I try to initialize an array in bash-4.2 next way:

ls -las | tail -n +4 | while read line
> do
> ring+=("$line")
> echo ${ring[-1]}
> done
3924 -rw-r--r-- 1 username group 4015716 Mar 23 15:14 script.jar
4 -rw-r--r-- 1 username group 9 Feb 29 12:40 rec.lst
5541 -rw-r--r-- 1 username group 5674226917 Mar 28 15:25 debug.out
8 -rw-r--r-- 1 username group 6135 Mar 25 12:16 script.class
8 -rw-r--r-- 1 username group 6377 Mar 25 11:57 script.java
8 -rwxr-xr-x 1 username group 4930 Mar 8 15:21 script-0.0.0.sh
8 -rwxr-xr-x 1 username group 6361 Mar 28 15:27 script-0.0.1.sh
echo ${ring[0]}

echo "${ring[0]}"

echo "${ring[@]}"

What is wrong, why i get empty array after the finish of the loop?

marked as duplicate by Gilles bash Mar 28 '16 at 22:20

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Your problem is that in a pipeline ( command1 | command2 | command3 ... ) the commands are ran in subshells. Variables are not shared between subshells or between subshells and the main shell. The ring in the while loop is different than the ring in the main shell.

One way to overcome this is to use process substitution:

while read line;  do  ring+=("$line");  echo ${ring[-1]};  done < <(ls -las|tail -n +4) 

The <(command) syntax is called process substitution and will redirect the output of the command to a named pipe. Which is then redirected with the familiar < as if it was a file. When you use <, there is no subshell, so the ring variable will be set.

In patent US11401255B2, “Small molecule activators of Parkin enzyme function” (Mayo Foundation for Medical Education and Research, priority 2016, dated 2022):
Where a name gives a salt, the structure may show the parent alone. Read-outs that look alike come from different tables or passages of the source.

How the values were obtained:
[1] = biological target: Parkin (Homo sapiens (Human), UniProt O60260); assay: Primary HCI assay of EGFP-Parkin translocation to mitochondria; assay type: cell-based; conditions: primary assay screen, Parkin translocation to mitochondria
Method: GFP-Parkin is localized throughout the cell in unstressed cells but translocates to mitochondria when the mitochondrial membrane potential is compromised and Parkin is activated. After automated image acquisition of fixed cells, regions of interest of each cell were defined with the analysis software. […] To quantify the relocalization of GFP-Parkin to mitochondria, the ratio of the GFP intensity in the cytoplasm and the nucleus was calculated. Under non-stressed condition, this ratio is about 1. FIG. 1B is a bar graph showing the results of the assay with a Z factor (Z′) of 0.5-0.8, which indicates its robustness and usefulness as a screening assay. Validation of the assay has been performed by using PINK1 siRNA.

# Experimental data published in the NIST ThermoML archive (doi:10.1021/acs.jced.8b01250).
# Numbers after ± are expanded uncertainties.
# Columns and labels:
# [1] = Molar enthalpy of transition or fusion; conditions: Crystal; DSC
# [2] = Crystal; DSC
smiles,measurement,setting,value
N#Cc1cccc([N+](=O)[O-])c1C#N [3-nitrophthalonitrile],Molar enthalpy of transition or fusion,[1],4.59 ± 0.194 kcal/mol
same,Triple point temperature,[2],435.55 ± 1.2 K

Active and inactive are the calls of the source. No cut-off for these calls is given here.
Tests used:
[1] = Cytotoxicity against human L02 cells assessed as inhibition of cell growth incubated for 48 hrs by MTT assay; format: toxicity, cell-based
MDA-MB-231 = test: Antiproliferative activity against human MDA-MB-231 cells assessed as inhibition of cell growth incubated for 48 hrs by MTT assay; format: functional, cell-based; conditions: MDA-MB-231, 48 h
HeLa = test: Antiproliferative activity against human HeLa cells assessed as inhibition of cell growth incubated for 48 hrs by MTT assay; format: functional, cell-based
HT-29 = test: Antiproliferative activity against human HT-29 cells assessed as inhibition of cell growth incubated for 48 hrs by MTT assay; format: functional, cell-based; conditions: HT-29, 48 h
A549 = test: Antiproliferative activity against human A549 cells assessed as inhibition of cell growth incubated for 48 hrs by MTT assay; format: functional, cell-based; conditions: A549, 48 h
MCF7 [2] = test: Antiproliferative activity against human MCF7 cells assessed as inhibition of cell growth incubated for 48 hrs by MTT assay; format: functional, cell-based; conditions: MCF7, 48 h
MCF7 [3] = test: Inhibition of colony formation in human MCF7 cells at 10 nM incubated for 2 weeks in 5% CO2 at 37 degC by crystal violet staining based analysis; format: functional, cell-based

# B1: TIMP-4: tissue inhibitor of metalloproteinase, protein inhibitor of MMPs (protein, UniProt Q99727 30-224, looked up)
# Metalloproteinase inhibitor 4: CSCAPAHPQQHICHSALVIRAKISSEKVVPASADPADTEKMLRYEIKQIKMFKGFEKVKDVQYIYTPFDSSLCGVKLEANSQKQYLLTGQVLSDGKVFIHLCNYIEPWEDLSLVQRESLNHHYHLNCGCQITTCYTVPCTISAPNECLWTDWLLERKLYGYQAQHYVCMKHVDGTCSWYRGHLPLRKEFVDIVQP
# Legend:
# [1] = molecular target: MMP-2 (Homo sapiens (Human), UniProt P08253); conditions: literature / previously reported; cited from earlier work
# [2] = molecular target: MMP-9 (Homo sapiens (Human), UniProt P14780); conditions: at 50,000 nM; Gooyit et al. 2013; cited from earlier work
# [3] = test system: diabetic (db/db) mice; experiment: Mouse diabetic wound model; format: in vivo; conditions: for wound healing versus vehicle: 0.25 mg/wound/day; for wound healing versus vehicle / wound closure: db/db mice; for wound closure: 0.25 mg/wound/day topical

Note that there is a shell builtin command to fill an array from the lines of a file:

mapfile -t ring < <(ls -las | tail -n +4)

This should work fine:

while read line
echo ${ring[-1]}
done < <(ls -las | tail -n +4)

Source: http://wiki.bash-hackers.org/syntax/arrays


The reason is while loop is executed in a subshell due to the fact it is piped. Subshell uses a copy of the parent shell environment and does not pass it back when the subshell quits.

for bash you can use command grouping workaround, note curly brackets added

ls -las | tail -n +4 | { while read line;  do  ring+=("$line");  echo ${ring[-1]};  done;  echo ${ring[0]}; }
  • This doesn't solve the problem - the value may be echoed, but the array will still be uninitialized at the end. – RealSkeptic Mar 28 '16 at 20:21
  • @RealSkeptic it depends on what considered end. The further code just should stay in the brackets to be able to use the array. The problem was array was empty after the loop. Wtih brackets it is not anymore. – Tagwint Mar 28 '16 at 20:26

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